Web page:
, pub-7492931051063262, DIRECT, f08c47fec0942fa0, pub-7492931051063262, DIRECT, f08c47fec0942fa0 Feeding Dairy Goats | MittenAcres

Feeding Nigerian Dwarf Goats 

Goats are ruminants like cattle, sheep, and deer.  Ruminants have 4 stomachs, the Rumen, the Reticulum, the Omasum and the Abomasum.  The Abomasum is oftentimes called the "true stomach". 


The reticulum and rumen work together kind of like a fermentation vat where microorganisms and bacteria breakdown the fibrous feedstuffs such as hay, grasses, leaves, and browse that they consume.   

Goats move the larger particles of feed contents in their rumen back and forth for rechewing, hence the term "chewing their cud".  Once the feed stuff has been broken down between the rumen and reticulum, into the Omasum where water is reabsorbed and further digestion occurs.  The digested materials then flow into the abomasum where the acidic and enzymatic digestion occurs and nutrient absorption happens. 


Goats can produce up to 5 quarts of gas per hour (most is carbon dioxide and little methane) which causes belching.  If a goat does not belch, bloat occurs.  

Maintaining the correct PH balance is very important for a healthy functioning rumen. A goat fed a diet that is high in forage will have a higher PH than a goat fed a diet of high concentrates.  As an example, a grass fed goat PH is 6.5 where a goat that is adapted to a diet that is fed a 50% grain diet may have a slightly acidic PH of 6.2.  

The rumen is affected by the type and amount of acid produced and the amount of saliva that enters the rumen.  Changes in diet that are sudden causes PH levels drop can cause acidosis.  Acidosis will kill many of the microbes which can cause the rumen to stop contracting.  

To Prevent Acidosis and maintain the PH level of the rumen, changes in the grain levels of a goat's diet must be made gradually to allow the microbials to gradually shift and adjust.

Fiber is needed and is necessary in a goat's diet.  Failure to provide fiber can lead to disease.  


All goats are ruminants which are animals that chews cud regurgitated from its rumen. Most ruminants have a complex 3 or 4 chambered stomachs. Goats like to lay down and chew their cud while basking in the sun.

Hay and or forage are important for goats to maintain a healthy gut. Hay or forage should be available for them at all times.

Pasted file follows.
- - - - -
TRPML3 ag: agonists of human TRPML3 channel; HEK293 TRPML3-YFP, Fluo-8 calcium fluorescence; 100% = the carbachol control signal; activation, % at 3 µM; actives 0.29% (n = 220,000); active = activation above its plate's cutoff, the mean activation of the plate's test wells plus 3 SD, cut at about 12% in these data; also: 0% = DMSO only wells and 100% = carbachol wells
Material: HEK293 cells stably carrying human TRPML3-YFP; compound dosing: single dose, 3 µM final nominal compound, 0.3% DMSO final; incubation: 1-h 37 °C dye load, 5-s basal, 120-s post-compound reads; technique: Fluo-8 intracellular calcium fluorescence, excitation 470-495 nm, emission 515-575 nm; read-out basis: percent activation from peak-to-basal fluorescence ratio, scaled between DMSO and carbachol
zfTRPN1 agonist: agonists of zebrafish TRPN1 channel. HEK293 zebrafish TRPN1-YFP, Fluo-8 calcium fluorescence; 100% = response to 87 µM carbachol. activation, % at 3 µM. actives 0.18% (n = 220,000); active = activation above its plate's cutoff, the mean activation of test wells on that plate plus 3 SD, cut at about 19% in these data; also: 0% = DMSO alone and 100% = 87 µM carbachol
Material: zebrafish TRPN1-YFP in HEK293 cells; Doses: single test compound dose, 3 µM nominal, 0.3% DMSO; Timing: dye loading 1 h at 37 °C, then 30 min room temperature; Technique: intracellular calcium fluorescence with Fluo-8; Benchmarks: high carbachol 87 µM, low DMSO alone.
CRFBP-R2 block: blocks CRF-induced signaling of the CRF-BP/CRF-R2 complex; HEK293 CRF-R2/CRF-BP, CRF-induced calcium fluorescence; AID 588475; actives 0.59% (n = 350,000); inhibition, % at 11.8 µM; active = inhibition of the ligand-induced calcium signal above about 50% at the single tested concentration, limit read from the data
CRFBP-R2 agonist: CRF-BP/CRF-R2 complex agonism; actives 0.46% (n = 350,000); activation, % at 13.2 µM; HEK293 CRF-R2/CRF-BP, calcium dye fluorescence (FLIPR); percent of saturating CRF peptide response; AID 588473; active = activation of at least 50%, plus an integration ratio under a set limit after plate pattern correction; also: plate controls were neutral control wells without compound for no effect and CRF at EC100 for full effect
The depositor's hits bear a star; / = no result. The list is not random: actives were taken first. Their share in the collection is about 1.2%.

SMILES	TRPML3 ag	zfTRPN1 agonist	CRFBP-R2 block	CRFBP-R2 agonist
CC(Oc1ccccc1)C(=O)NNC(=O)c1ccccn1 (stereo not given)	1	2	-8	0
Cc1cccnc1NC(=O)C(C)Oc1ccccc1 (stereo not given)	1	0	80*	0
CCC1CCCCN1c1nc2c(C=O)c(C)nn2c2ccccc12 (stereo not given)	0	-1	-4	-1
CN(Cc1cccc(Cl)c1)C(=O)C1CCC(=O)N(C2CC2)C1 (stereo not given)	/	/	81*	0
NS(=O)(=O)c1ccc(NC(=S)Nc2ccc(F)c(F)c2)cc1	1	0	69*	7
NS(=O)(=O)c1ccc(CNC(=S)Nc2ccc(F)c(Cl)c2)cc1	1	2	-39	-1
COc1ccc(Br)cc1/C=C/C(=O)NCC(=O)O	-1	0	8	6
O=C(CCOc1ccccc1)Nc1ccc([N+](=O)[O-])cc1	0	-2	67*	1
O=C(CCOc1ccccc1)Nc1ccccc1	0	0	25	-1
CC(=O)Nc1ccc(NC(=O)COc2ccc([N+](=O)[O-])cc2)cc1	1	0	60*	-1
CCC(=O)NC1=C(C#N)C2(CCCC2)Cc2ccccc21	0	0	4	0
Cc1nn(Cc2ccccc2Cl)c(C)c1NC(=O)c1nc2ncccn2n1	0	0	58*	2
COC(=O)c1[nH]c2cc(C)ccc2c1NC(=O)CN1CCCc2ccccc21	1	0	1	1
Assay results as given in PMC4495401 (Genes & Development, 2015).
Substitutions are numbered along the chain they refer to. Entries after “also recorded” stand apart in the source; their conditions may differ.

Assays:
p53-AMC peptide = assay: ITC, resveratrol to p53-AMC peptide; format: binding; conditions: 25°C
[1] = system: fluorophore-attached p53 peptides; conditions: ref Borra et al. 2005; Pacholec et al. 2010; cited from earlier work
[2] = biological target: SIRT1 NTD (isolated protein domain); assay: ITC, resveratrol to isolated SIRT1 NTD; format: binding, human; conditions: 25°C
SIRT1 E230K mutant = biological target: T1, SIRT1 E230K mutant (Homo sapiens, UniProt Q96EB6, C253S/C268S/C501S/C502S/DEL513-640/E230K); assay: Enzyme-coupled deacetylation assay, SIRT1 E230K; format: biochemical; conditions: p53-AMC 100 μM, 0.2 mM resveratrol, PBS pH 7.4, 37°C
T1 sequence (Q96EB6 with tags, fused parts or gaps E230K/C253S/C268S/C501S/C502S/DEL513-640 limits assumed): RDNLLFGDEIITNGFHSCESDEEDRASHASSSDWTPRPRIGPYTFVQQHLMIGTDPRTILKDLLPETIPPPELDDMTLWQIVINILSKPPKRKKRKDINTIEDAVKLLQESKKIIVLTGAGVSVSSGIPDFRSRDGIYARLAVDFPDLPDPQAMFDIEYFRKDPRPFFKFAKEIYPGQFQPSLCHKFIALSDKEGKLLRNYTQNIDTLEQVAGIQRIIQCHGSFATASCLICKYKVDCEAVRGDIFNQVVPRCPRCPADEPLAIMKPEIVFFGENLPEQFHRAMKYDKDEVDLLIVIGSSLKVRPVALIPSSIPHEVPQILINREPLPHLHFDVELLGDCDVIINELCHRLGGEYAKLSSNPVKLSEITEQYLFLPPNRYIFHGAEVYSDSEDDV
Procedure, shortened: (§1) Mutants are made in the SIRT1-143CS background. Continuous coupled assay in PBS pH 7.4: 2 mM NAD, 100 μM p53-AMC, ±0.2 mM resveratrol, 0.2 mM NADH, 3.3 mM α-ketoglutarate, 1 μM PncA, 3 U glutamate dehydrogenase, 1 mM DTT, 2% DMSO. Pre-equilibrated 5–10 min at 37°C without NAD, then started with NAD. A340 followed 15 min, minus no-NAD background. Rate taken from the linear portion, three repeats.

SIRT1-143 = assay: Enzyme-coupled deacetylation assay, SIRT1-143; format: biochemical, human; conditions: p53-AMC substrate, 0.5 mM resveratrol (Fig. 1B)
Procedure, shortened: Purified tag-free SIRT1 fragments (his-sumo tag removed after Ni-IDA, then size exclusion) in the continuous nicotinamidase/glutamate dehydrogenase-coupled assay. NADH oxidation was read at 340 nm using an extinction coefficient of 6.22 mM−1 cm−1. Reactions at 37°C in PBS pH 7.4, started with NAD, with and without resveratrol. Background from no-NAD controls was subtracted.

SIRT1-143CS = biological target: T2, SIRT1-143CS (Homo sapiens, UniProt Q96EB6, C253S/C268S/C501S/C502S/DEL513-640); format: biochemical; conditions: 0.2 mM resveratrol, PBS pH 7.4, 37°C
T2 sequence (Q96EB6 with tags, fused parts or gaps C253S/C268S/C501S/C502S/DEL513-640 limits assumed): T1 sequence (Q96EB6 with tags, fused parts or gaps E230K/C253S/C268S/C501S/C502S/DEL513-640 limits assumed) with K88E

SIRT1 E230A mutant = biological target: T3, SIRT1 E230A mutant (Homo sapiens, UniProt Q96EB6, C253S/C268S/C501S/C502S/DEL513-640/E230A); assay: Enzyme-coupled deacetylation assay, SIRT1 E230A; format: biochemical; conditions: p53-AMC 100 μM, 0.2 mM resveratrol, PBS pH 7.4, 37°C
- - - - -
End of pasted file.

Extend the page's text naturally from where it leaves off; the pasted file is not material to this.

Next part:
Choosing a good quality hay that is free from mold and dust is important. Does, kids and bucks should be given a lower protein hay like Timothy, Bermuda, Orchard Grass hay or a combination of grass hay.  (I've heard of Peanut Hay being fed in the southern states.) 


Lactating Does:  The only time we feed an Alfalfa/Grass Hay Mix to the does is about a week before kidding until we begin to dry them up. Does should only be given the higher protein content of Alfalfa Hay when lactating and just prior to kidding.  

Fresh, Clean Water

Goats prefer their water to be warm, especially and in colder months, they really appreciate clean, warm water.


Goats will refuse water that is dirty or contaminated with feces so you may want to check their water buckets a couple of times a day.

Pelleted Feeds 

Does require a higher protein diet while pregnant, nursing or being milked. A special pelleted feed manufactured specifically to meet the nutritional requirements is an easy way to ensure a balanced diet for your dairy goat.  (We feed Kalmbach Feeds - All Natural Meat & Milk during lactation,  Kalmbach Medicated Feed to our Bucks and during non-lactation to the does, and a medicated Kalmbach feed for the kids. 


We mix the pellets with Timothy Pellets and a few Black Oil Sunflower Seeds for the does. Black Oil Sunflower Seeds should not be given to bucks - they can throw off the phosphorus/calcium ratio off in their diets.  


Additional "treats" given sparingly.  We make a Treat Ball for our goats. We give them an occasional Fig Cookie to hide medications/supplements.   

Minerals, Baking Soda, Thoravin Kelp & Himalayan Salt Block

Providing your goats with free access to the following helps your goats maintain their health.


Provide baking soda, which is also called sodium bicarbonate, at all times. They will eat it as needed to help maintain a balanced rumen.

Goat minerals they will ingest if they are deficient in their diet. There are a few different brands available.


Offering Sea Kelp provides:

  • Excellent source of iodine which helps them to regulate their metabolism.

  • Strengthens their immune system.

  • Improves the quality of their feed.

  • Can help increase weight gain.

  • Reduces breeding problems.

  • Improves milk production.

  • Kelp helps decrease mastitis.

  • & kelp helps increase butterfat in their milk.

We provide a Himalayan Salt Block in every stall.  This provides trace minerals and encourages them to drink more water.  

In case you are wondering, we use Sweetlix Minerals, Thoravin Organic Sea Kelp, and Arm & Hammer Brand Baking Soda in our homemade mineral feeders.


Bucks & Wethers


Feeding a buck or wether ( a neutered male goat) too much concentrated feed and/or feeding concentrates with an improper calcium-to-phosphorus ratio is a major cause of a deadly condition called Urinary Calculi. (See our blog post on this horrible disease.)

The feed you give your bucks and wethers should have ammonium chloride in the ingredients. The ratio is 1 pound of ammonium chloride to every 100 pound of feed. You can also add 1 tsp. ammonia chloride powder to 1 gallon of water per goat as a preventative.


We are working on a newsletter for more information on Nigerian Dwarf care and homesteading so be sure to check in periodically.

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